Credit reporting has turned into a multi-billion-dollar business but getting your credit report doesn’t have to be expensive, in fact, you can get a free credit report mailed to you once per year and all it takes is just 5-minutes.
A credit report represents all your recent credit history, mortgages, credit cards, vehicle loans, lines of credit, and even some bill payments. It’s often referred to as a “consumer disclosure” or “credit file disclosure” but most people call it a credit report.
Every piece of debt you’ve recently owned (even if paid off or closed) should be represented on your credit report. It will also capture your current and past addresses, phone numbers, even employers.
In today’s world your credit report is very important. It directly impacts your ability to qualify for new debt. Plus, it often gets pull as part of a thorough background check. It can also help identify fraud and identity theft early on, limiting the damage.
Your credit report is so important that it’s a good idea to check and review it on a regular basis.
The global pandemic has impacted all of us differently, our personal finances have gone through many changes and some have “weathered the storm” better than others.
FP Canada, the board that governs the Certified Financial Planner (CFP) designation in Canada, recently came out with a survey called “The Tale Of Two Pandemics” and it highlights both the positive and the negative impact that the pandemic has had on our personal finances (more details on the survey results at the end of this post).
There are some troubling stats within the survey, for example 14% of those in Ontario have been forced out of the labor market, 21% have seen an increase in expenses, and 14% have seen a reduction in work hours/income.
But the survey also highlights the opposite side of the pandemic, many people have not experienced a job loss, or a reduction in income, or an increase in expenses over the course of the pandemic.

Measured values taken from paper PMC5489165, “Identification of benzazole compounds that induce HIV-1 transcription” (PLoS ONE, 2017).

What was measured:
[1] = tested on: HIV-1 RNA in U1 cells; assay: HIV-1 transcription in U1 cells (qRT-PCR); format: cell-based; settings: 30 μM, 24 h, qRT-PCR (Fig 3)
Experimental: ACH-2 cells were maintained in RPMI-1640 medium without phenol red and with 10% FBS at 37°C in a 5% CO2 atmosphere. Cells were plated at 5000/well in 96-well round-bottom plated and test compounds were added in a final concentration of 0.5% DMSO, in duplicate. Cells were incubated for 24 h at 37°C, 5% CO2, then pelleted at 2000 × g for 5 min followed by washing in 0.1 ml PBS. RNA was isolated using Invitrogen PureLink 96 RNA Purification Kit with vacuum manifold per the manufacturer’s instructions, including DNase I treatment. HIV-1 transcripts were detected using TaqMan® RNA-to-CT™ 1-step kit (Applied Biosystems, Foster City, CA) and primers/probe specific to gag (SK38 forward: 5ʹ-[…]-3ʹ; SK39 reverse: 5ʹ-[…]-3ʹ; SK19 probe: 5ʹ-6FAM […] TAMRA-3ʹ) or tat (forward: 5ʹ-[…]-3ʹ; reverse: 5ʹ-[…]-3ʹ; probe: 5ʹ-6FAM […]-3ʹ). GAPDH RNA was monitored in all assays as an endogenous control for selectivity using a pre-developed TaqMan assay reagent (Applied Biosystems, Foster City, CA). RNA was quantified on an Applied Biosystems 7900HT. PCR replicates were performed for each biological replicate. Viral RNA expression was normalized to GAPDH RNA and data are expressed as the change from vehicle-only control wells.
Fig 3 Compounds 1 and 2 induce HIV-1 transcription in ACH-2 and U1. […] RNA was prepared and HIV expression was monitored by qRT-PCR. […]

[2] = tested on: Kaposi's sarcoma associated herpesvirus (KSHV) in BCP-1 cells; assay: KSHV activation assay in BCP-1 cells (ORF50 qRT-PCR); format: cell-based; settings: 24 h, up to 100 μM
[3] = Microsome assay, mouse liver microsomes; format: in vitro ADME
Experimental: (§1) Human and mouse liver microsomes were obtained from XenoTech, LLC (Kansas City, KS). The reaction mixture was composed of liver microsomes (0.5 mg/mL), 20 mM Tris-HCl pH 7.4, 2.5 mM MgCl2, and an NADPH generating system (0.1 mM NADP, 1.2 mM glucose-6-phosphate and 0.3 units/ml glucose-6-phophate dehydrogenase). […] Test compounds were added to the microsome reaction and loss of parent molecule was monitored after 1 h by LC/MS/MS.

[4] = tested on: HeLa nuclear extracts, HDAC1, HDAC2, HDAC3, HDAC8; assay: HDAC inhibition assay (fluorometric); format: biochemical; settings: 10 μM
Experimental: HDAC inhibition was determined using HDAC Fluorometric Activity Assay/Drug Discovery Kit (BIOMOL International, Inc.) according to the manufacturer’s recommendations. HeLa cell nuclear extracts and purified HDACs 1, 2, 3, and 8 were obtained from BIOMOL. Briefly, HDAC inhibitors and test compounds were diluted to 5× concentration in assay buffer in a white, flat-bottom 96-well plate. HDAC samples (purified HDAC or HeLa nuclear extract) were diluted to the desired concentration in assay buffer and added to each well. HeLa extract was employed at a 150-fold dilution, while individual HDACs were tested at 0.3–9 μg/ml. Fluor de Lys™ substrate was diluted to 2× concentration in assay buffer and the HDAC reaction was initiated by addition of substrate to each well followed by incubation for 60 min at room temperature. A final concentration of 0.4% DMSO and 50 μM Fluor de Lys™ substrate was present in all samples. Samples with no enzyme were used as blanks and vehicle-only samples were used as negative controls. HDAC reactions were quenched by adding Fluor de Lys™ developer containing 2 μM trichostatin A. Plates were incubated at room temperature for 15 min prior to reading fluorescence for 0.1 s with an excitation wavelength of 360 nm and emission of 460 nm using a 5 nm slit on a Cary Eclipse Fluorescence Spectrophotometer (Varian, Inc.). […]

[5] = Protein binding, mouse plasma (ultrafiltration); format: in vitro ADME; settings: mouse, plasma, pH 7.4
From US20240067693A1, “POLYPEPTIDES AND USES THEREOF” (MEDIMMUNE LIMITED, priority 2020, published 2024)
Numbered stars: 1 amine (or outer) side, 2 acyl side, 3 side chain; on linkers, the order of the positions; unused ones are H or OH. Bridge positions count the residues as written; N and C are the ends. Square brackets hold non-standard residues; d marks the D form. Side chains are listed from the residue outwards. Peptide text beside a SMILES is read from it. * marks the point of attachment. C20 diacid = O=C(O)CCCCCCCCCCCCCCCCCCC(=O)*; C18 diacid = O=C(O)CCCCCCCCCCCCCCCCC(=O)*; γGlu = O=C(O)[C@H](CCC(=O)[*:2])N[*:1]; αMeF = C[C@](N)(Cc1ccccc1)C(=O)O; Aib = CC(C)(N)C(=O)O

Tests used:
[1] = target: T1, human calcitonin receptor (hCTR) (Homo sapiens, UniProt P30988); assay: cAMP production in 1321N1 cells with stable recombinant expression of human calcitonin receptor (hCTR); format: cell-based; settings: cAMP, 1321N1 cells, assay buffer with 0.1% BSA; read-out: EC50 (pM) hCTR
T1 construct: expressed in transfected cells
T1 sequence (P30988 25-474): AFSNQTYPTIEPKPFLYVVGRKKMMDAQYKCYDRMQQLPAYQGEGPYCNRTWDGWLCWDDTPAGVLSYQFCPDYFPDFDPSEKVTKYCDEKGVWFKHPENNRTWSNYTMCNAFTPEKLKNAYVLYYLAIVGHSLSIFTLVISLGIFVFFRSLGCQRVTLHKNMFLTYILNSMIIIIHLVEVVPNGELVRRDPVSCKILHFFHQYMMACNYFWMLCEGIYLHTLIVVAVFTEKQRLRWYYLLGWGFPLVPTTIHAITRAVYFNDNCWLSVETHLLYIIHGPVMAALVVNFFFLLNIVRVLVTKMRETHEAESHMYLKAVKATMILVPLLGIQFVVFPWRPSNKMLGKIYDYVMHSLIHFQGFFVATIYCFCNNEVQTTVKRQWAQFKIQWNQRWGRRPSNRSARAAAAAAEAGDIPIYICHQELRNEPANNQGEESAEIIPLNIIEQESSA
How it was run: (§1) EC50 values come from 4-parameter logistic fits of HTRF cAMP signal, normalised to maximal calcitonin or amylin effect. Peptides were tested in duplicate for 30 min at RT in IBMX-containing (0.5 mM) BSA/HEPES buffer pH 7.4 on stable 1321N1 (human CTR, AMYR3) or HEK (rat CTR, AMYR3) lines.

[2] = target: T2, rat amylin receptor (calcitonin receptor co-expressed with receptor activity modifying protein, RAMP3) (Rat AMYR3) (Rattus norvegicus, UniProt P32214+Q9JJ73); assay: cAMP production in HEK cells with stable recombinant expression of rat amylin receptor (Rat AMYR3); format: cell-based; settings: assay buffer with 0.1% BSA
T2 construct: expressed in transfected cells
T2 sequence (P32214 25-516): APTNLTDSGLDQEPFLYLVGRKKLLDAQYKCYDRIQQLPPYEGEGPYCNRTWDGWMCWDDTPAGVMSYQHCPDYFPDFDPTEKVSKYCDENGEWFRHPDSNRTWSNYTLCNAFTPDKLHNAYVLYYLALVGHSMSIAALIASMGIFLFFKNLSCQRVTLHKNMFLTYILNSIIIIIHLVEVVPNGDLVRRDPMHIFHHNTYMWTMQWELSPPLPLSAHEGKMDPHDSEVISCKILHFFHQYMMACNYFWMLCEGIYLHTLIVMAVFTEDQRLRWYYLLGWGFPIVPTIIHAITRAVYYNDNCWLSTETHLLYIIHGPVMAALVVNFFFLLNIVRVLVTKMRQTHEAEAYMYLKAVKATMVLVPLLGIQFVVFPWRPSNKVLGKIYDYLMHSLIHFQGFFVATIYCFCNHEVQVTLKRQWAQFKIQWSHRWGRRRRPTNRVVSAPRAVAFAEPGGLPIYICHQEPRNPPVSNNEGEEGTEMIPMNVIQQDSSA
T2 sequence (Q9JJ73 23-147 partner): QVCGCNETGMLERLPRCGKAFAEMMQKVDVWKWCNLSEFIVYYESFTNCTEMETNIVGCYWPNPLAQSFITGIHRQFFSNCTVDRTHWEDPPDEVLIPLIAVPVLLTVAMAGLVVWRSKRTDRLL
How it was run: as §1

In fact, looking at the statistics, it looks like there is a large group of people that have not been affected by the pandemic at all, and another group of people who have actually benefited financially from the pandemic.
This is consistent with the conversations we’re having with clients.
For those who have been fortunate enough to remain gainfully employed, for those who own a home or recently purchased a home, for those with a mortgage or other debt like student loans or HELOCs, and for those who are investing on a regular basis, the pandemic has actually improved their personal finances in a number of ways.
The pandemic has impacted us all differently, but for many people there have been one, two, three or more positive changes that may have actually improved their personal finances. As it turns out, this is especially true for those who had a financial plan already in place.
Here are some ways that a person’s personal finances may have improved during the pandemic…
There’s a common misconception that financial planning isn’t necessary when you’re young. Young people are often told to go “read some books” about personal finance. Financial planning is traditionally thought of as something reserved for those with higher income, higher net worth, transitioning into retirement etc.
The fact is… this couldn’t be further from the truth.
One of the BEST times to build a financial plan is when you’re young, when you have lots of options, when you’re designing your life (both personally and financially), and when you’re making some BIG financial decisions that will impact you well into the future.
Some of the financial decisions you make while you’re young can haunt you for years or decades. Making the right decisions now can mean less stress and greater peace of mind in the future.
So why is there this misconception that financial planning isn’t for young people?
Most likely because financial planning in the past was focused on products, it was all about investments, insurance, new debt etc. Products that could be sold. Young people were often left out of the conversation because in general, young people don’t need products, they need advice.
Getting the right advice is so important when you’re young.
Even small decisions can have an enormous impact over time. It’s important to get the right advice early on, avoid common mistakes, and create the right systems and habits that will pay dividends for decades to come.
This advice should cover a few key areas that “traditional” financial advisors rarely cover.
It’s a challenging time for new graduates. The employment environment is difficult in many sectors/industries, plus the cost of rent and housing have outpaced inflation for years and years. It can feel very daunting to leave post-secondary when faced with mediocre job prospects and sky-high housing costs.
In some situations, the “bank of mom and dad” will step in and provide support. But, for the majority of families, that isn’t an option.